How to Stop Gray Hair from Turning Yellow or Brassy
Color and light perception are fascinating subjects. If you have totally gray or silver hair, you can light up any room. Nothing is more striking than a silver fox with a dynamite outfit, proper makeup, and a good haircut.
In the last ten years, more women have been dumping the permanent hair dye, and saying goodbye to 6-week touch-ups, colorist appointments, and the messy, toxic chemicals in hair dye. They have let their natural gray hair define them, led by the likes of Meryl Streep, Helen Mirren, Jamie Lee Curtis, and Emmylou Harris. No longer does gray or silver hair define “old.” I want you to know that gray is a color!
There are some ways to keep your silver hair looking shiny, luxurious and conditioned. But first you have to understand how light reflects off hair, and what makes gray hair turn ugly, yellow and dingy. As you get more and more gray each decade, you can prevent your silver tresses from looking dull and washed out.
If you group individuals with completely gray heads of hair together, you will see that no two really has exactly the same shade of silver or white. It’s the same phenomenon that happens with your natural hair color – it really is unique. Think of your gray hair as special, because it is. And it deserves to look its best.
Helen Mirren At the Oscars
The Number One Cause of Yellowing Hair
The sun is the culprit. It’s no different than having your hair stripped with peroxide. The sun’s UV rays remove the blue molecules from your hair.
Remember the color wheel? Yellow is the complement of violet, and orange is the complement of blue. If you over-expose your head to solar rays, the radiation will wipe out the purple (violet) or blue molecules in your hair shaft.
Now, this could leave some strands of your hair a dingy yellow or brassy shade, but it is unattractive. Consider how much time you spend outdoors. As you get more gray hair, it would be a good idea to wear a hat when you plan to spend significant time outside. That’s good advice to prevent skin cancer as well.
My Silver-Haired Sister-in-Law and Me on My Wedding Day
Where Do You Hang Out?
Do you live in the mountains, high above the rest of us – say 5000 to 8000 feet above sea level? If so, your hair is going to be exposed to more and intense UVB rays from the sun. If you go hatless, expect it to affect your gray or bleached blonde hair.
Do you live to walk on the beach every day? Are you a dedicated surfer or beachcomber? Be aware that on a sunny day, the sand reflects 25% more UV radiation than a comparable surface. Especially on the sunny white sand beaches of Florida, as compared to the chilly, mostly cloudy beaches on the Irish Sea. Don’t let the sun’s rays spoil your hair color.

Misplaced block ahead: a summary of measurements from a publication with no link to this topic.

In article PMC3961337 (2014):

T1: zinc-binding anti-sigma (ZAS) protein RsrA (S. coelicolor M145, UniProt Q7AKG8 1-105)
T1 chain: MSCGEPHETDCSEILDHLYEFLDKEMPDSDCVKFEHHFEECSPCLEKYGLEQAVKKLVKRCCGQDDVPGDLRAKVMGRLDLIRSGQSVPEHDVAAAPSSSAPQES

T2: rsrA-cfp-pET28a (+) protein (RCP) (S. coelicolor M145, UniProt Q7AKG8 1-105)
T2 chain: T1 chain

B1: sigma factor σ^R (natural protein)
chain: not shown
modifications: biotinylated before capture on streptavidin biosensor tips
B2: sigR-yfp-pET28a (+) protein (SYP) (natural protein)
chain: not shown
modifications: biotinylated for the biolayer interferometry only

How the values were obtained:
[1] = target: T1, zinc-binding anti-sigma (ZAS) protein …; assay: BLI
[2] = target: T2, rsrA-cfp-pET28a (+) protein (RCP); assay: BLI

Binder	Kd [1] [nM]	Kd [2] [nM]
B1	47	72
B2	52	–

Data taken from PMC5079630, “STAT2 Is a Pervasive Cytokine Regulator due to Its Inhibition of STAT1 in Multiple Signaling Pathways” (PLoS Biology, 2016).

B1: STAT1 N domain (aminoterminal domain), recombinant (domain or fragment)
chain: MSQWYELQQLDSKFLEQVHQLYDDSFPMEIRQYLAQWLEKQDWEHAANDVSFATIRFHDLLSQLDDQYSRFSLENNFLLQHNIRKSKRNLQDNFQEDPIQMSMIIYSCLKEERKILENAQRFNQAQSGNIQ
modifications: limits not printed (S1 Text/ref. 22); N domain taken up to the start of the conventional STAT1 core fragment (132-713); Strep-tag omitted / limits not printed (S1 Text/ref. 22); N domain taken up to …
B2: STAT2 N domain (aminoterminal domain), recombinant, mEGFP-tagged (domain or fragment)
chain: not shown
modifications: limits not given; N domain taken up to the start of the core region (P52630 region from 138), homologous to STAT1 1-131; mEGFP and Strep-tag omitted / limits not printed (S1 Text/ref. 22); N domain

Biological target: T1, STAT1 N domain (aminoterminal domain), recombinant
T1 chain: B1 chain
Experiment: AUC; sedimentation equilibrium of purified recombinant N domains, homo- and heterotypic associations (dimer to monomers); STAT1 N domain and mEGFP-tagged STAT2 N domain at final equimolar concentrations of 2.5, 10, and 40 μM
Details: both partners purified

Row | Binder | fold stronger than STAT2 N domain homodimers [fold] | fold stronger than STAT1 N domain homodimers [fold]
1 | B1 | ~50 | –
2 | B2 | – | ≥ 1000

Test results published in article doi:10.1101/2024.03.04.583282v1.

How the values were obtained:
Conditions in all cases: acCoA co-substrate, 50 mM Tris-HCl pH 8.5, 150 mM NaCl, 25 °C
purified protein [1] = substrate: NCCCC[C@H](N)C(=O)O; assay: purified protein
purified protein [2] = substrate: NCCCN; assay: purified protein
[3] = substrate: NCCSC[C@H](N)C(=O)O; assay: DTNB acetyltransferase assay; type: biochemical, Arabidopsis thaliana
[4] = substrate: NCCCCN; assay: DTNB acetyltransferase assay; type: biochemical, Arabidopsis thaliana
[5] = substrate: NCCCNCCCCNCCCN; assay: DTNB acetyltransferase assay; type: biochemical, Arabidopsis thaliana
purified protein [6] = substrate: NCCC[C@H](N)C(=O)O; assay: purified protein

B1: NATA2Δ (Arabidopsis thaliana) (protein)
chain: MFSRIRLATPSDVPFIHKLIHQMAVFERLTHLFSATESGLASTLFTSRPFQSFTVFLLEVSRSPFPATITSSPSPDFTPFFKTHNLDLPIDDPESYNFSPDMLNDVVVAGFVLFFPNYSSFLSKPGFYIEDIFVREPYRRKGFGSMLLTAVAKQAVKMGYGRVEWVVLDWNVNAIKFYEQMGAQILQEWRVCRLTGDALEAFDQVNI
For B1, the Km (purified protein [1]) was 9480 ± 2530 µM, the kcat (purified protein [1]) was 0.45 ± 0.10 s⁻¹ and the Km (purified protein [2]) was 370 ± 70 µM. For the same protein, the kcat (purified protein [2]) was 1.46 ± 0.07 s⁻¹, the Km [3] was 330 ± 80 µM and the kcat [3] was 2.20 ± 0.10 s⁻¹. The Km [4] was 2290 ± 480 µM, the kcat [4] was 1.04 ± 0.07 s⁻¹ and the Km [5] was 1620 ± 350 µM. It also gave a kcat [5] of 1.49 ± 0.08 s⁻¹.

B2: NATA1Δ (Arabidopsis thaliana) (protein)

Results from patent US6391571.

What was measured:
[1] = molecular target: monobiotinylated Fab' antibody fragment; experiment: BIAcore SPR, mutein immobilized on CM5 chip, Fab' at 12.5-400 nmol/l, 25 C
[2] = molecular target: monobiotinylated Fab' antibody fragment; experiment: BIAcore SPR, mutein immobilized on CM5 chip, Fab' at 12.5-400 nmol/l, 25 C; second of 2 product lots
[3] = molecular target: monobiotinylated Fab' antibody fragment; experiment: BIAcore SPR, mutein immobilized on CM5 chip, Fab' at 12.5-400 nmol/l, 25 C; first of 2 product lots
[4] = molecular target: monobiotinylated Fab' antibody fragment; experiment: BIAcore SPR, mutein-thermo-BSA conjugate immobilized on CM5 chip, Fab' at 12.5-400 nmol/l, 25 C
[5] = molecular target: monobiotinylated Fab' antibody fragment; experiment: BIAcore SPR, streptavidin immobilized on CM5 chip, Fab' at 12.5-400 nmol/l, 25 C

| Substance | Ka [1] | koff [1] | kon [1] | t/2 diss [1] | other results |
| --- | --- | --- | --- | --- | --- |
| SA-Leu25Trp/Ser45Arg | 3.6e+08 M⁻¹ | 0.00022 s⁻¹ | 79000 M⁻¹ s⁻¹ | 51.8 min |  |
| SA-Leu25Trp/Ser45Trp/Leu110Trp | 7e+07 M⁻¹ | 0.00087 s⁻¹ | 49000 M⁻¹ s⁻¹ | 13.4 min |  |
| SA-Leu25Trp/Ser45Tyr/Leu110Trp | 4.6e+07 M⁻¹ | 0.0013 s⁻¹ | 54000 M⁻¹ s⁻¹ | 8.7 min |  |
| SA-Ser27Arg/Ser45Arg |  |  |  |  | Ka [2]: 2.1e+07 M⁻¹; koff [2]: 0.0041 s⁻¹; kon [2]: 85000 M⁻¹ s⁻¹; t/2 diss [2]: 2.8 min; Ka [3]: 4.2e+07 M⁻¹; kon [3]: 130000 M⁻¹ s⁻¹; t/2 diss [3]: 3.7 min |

What Other Things?
If you swim a lot in chlorinated pools, you are going to need a clarifying shampoo to strip out the chlorine. Otherwise, you’re going to have dull, discolored gray hair.
If you still perm you hair, I cannot predict how the chemicals will affect the color of your hair. I have not permed my hair in 7 years, due to the unpredictable results with my head of 50% gray hair.
According to Diana Jewell, the author of Going Gray, Looking Great, the use of some conditioning silicone hair treatments has the potential to give gray hair a yellowish tinge. It probably depends on the texture of your hair and its porosity, but you won’t know till you try one of the products. But when they do well for you, they add unmatched shine and luster to gray hair, which has lost some of its ability to reflect light.
Are You Sure You’re Seeing the Full Color Spectrum?
This is going to seem silly to some, but it’s worth mentioning. If you have a well-developed cataract in either eye, you won’t really see the blue spectrum. This is because your cataract is a dark clouding of your eye’s natural lense, which is no longer clear, but is now yellow or amber. Dirty windows!
Yep, it’s true. Looking through a cataract, colors will look washed out. Your gray hair won’t look very good to you, nor will anyone else’s gray hair. When you get that cataract extracted, prepare for a pleasant surprise, especially in the way silver, true white, and blues look! It is amazing.
In the meantime, ask a younger person what they think of your gray hair.
Here I Am Today with Salt and Pepper Hair
Some Good Shampoos for Silver Hair
You can make your gray hair look better fairly quickly. There are numerous conditioners, especially those which control frizziness, dryness, and that maddening wiry quality.
But the most important of them all is blue or purple shampoo. It will remove the yellowed tinge in your silver hair.
If you decide to use a purple shampoo, it’s best to limit it to once per week, so it won’t build up. You can let it sit on your hair for 3-5 minutes, then wash it out. In between times, use a good emollient shampoo.
I have used Redken’s So Silver, which my hairdresser recommends. She says it is a “true blue” shampoo, as opposed to a purple one.
I have also used Clairol’s Shimmer Lights shampoo quite often. If you use it, be careful and don’t let globs of it hit your bathroom tile. It may stain the tile or the shower curtain. Wash it off thoroughly.
To the right is a fabulous book by Ms. Diana Lewis Jewell. She's a well-known advocate for women who want to take the plunge and go gray -- at any age. Her book contains a lot of helpful information, and she has a very useful website. I have corresponded with Ms. Jewell, and I can't imagine a bigger cheerleader and friend for us gray gals.
My Salt and Pepper Schnauzer
As you can see to the right, even my dog is gray these days! I must be like Picasso, except I have my "gray" period. I think little Meadow's coat just might benefit from a little purple shampoo. What do you think?
I hope you enjoyed my musings about going silver or gray. Please feel free to "rate up" this hub, or share it with friends!